Until a new THUD spending bill passes for FY 2018, the TIGER grant program — Transportation Investment Generating Economic Recovery — continues to be funded based on FY 2017 funding levels.
For now, the TIGER FY2017 Notice of Funding Opportunity was just announced, which means our nation's communities still have access to federal funding for their infrastructure projects this fiscal year.
In honor of the TIGER FY2017 Notice of Funding Opportunity, APA reached out to TIGER awardees who were recently granted funding and asked them how important TIGER is to their communities, and how funds can benefit localities across the country. Here is what they told us:
Connecting Communities is both the overall goal and the actual name of the project that received TIGER funding during the 2016 round in Brownsville, Texas. This project is primarily an investment in transportation infrastructure and multimodal services to accommodate population growth in the area. By increasing the reliability and viability of all existing transportation methods in the area, Brownsville intends to improve the quality of life, health, and economic opportunity in the impoverished Lower Rio Grande Valley region.
Connecting Communities will expand services in a growing region with proportionally lower income, poorer health, and lower educational attainment — providing a mobility ladder of opportunity for both urbanized and rural populations.
The State Route 347 Grade Separation Project received $15 million in TIGER funds to create a four-lane highway overpass over a double track rail line to connect two sections of the city.
Before construction of the overpass, rail traffic split the city into two parts, resulting in staggering delays and an increase in car accidents. The at-grade tracks limited residents' access to schools, emergency services, and other neighborhoods. The new overpass has created a stronger, more connected community with safer and more efficient rail and car travel.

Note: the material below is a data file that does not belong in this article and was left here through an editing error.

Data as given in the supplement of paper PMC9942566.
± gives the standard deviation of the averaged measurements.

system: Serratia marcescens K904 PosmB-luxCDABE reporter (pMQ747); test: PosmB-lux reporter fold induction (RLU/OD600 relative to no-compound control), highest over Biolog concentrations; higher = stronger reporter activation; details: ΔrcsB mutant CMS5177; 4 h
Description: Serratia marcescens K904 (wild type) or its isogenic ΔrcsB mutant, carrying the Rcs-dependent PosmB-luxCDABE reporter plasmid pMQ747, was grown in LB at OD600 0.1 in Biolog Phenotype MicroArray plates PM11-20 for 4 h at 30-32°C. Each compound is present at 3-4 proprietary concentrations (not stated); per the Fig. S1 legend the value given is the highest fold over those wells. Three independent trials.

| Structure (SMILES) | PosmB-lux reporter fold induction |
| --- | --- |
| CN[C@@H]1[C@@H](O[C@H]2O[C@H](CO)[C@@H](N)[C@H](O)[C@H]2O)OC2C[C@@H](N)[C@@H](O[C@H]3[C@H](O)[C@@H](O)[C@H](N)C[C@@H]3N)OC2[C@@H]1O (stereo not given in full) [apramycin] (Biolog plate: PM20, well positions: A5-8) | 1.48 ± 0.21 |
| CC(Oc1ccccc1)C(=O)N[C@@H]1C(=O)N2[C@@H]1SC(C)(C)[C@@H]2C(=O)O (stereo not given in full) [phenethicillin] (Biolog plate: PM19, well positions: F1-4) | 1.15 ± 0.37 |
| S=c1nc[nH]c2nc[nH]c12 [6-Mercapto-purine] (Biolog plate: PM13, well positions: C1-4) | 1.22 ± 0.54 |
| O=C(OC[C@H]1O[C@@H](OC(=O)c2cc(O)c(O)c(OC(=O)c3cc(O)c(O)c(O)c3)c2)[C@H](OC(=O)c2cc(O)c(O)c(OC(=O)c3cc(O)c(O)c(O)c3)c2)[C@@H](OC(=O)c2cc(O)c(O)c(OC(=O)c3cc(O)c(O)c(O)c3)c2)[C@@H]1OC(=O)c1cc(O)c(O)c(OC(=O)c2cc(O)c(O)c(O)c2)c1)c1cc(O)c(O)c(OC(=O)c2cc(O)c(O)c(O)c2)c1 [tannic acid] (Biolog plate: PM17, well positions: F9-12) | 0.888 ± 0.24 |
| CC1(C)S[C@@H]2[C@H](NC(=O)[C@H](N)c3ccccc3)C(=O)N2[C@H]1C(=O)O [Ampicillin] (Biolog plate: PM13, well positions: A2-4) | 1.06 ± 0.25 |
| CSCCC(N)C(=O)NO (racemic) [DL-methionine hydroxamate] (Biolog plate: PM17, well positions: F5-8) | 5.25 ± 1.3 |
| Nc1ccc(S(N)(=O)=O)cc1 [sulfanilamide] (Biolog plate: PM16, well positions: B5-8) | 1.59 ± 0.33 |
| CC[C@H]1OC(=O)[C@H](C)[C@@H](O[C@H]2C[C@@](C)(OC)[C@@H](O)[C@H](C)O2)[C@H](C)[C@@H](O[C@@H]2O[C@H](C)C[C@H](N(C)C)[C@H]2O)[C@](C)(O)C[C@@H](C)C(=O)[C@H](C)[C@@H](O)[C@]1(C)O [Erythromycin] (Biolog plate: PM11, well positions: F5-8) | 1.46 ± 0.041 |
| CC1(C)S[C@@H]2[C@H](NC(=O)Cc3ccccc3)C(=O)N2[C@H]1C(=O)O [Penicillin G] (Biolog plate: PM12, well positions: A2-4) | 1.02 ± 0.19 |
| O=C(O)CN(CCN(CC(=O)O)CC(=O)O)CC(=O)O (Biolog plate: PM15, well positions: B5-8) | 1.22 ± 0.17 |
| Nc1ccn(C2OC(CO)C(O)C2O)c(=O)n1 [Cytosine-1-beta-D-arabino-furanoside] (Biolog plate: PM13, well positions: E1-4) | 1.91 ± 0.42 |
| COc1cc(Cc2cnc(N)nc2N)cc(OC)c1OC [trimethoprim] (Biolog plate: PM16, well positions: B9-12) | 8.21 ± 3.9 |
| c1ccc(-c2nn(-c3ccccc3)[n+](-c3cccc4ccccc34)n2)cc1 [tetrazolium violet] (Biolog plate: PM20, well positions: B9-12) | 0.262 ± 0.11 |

Rectifying the water infrastructure issues in Flint is a major priority for the community, and the TIGER funding the city received in 2016 allows Flint to fix its underlying water transmission lines project (through the Drinking Water State Revolving Fund) at the same time it uses TIGER grants to repair the above-ground infrastructure on some of the most utilized streets — Saginaw, Atherton, and Dupont.
The comprehensive approach to synchronize both projects allows the community to deliver safe drinking water and safe transportation methods for its residents while cutting total time spent on construction.
The TIGER funds are specifically aimed to diversify the modes of transportation available to Flint residents. The upgrades to the pedestrian walkways, updates to the timing of traffic signals, and the provision of dedicated bicycle facilities all help to increase mobility and expand access to opportunities to a community with more than 41 percent of its citizens living below the poverty line.
TIGER's Road Ahead
The TIGER program has been placed on the chopping block throughout the budgeting process for the upcoming fiscal year (FY 2018). At this point in the budget process for FY 2018, the House's THUD spending bill and the administration's budget have both proposed the elimination of TIGER, while the Senate has approved a TIGER funding increase in its proposal.
Despite what these proposals seem to suggest, TIGER remains a widely popular program for cities and states, which is why representatives on both sides of the aisle have expressed their concerns to the administration. The debate over budget decisions for FY 2018 will rage on until December 8, now that a new budget deadline deal has been approved by Congress.
Show Support for TIGER
Recognition of the value of TIGER by representatives on both sides of the aisle has led to the provision of TIGER grants for seven years in localities nationwide. APA will continue to work with partners in Washington to ensure that competitive grant programs like TIGER aimed at creating stronger, more prosperous, and just communities remain sufficiently funded.
We challenge planners to continue showing their support for critical planning programs during the long and contentious budget process. Visit APA's Legislative Action Center to take action and influence legislation important for planning.
Top image: Water tower in Flint, Michigan. Photo by Flickr user George Thomas (CC BY-NC-ND 2.0).
About the Author
Trevor Grady is government affairs associate at APA.